14. 14. Targeting Industrial Energy Efficiency U.S. Industry  U.S. DOE ITP / AMO:  Providing training & energy performance evaluations for U.S. industries focused on key energy intensive processes:  Steam  Process Heat  Pumps  Compressors  Motors  Targeting energy intensity reduction of 25% in U.S. industries within the next 10 years
  15. 15. Unlocking Energy Efficiency O&M BEST PRACTICES 10 Steps to Operating Efficiency: 1. Increase Management Awareness of Facility Operating Efficiency 2. Identify Troubled Systems 3. Commit to Address Worst- performing System 4. Commit to O.E. for Selected System 5. Install Metering/Monitoring of Selected System 6. Commit to Trending Diagnostic Data from M+M System 7. Use Trending Data to Select, “Sell” & Complete OE Project 8. Publish Results 9. Select Next Troubled System 10. Start O.E. Process Over Again Fund Future Projects from Previous Energy Savings
  16. 16. DOE BEST PRACTICES: http://www1.eere.energy.gov/manufacturing/technical_assistance/m/steam.html#tipsheets Optimization Areas with Potential Energy Savings:  Benchmark the Fuel Costs of Thermal Energy (~1%)  Minimize Radiant Losses from Boilers (1.5-5%)  Minimize & Automate Boiler Blow-down (0.5%-1.5%)  Utilize Efficient Burners / Combustion Systems (2-10%)  Minimize Boiler Idling & Short-Cycling Losses (5-10%)  Utilize Feedwater Economizer for Waste Heat Recovery (1-4%)  Utilize Boiler Blow-down Heat Recovery (0.5–2%)  Maintain Clean Water-Side Heat Transfer Surfaces (0-10%)  Implement a Steam Trap Management Program (0-2.5%)  Implement a Steam Leak Program (0-3%)  Reduce Steam Pressure of Steam Distribution System (0-3%)  Improve Insulation on Steam Distribution System (0-3%)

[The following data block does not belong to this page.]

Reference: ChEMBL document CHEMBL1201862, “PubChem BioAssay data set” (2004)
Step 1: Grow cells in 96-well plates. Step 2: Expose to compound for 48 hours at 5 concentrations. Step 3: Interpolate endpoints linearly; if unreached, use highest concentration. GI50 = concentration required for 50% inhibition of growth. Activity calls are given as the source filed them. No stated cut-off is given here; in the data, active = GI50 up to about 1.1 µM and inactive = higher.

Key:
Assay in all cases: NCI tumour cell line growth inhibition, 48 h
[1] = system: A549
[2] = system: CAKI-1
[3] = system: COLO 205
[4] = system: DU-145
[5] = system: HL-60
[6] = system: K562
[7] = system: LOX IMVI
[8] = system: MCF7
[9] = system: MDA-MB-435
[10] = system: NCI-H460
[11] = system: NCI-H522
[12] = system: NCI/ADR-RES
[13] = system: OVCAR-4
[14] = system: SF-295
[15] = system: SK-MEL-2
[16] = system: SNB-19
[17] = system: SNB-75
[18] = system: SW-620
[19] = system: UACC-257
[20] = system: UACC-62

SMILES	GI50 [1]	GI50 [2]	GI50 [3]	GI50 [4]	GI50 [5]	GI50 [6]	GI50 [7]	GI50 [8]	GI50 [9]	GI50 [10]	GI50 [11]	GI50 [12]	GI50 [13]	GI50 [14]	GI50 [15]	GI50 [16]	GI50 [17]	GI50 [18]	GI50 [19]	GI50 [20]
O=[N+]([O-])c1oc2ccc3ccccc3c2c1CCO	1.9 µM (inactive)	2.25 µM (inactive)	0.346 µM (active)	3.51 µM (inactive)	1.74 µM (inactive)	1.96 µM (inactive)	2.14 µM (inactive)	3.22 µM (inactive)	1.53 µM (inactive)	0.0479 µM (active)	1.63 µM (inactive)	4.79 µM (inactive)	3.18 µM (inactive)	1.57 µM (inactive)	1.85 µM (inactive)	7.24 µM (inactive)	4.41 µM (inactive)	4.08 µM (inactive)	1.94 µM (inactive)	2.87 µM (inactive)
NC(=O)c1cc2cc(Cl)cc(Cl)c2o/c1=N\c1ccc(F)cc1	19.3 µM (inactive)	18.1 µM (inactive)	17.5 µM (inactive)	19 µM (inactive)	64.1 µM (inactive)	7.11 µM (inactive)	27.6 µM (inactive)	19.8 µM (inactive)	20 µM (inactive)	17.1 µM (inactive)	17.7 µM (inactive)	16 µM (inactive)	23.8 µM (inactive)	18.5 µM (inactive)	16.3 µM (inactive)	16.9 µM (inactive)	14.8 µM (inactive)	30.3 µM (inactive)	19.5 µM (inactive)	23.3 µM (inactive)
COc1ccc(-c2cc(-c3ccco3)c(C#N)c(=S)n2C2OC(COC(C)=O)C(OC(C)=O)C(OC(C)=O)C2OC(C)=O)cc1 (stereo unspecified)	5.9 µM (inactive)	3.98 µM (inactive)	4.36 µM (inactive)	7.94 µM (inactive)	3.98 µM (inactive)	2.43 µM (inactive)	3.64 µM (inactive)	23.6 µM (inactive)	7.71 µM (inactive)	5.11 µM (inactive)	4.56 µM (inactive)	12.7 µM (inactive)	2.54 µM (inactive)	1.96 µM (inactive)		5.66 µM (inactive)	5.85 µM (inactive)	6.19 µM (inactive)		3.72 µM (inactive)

17. 17. Optimization BEST PRACTICES: Benchmark Energy Costs  EXAMPLE:  Operating pressure = 150 psig  Feedwater Temp. = 150oF  Fuel Type = Natural Gas  Fuel Unit Cost = $4.00/MMBtu  Cost of Steam ($/1000 lbs.): ($4.00/MMBtu / 106 Btu/MMBtu) x 1,000 lbs (cost measure) x 1,078 lbs/Btu (energy – steam) / 0.857 (combustion efficiency) = $5.03 / 1000 lbs. steam
  18. 18. Optimization BEST PRACTICES: Minimize Radiant Losses  EXAMPLE:  Radiant Surface Area = 60 ft2  Liquid Temperature = 170oF  Ambient Temperature = 75oF  Operating Hours = 3,000 hrs  Fuel Unit Cost = $4.00/MMBtu  Total Heat Loss: 1,566 Btu/hr X 60 ft2 = $93,960 Btu/hr  Annual Energy Savings: 93,960 Btu/hr X 2000 hrs = 282 MMBtu /yr X $4.00/MMBtu = $1,128 / yr 200 BHP Firetube Boiler 200 BHP Miura Boiler
  19. 19. Optimization BEST PRACTICES: Minimize Boiler Blow-down  EXAMPLE: (Economic Impact)  M/U Water Savings = 2,312 lb/hr  Thermal Energy Savings = 311Btu/lb  Boiler Operation = 8,760 hrs/yr  Fuel Unit Cost = $4.00/MMBtu  Water/Sewer/Chemical = $0.005/gal  Fuel Savings: 2,312 lbs/hr X 8,760 hrs/yr X 311 Btu/lb X $4.00/MMBtu / (0.80 X 106 Btu/MMBtu) = $31,443 / year  Water & Chemical Savings: 2,312 lbs/hr X 8,760 hrs/yr X $0.005/gal / 8.34 lb/gal = $12,142 / year  Total Cost Savings: $31,443 (fuel savings) + $12,142 (water / chemical savings) = $43,585 / year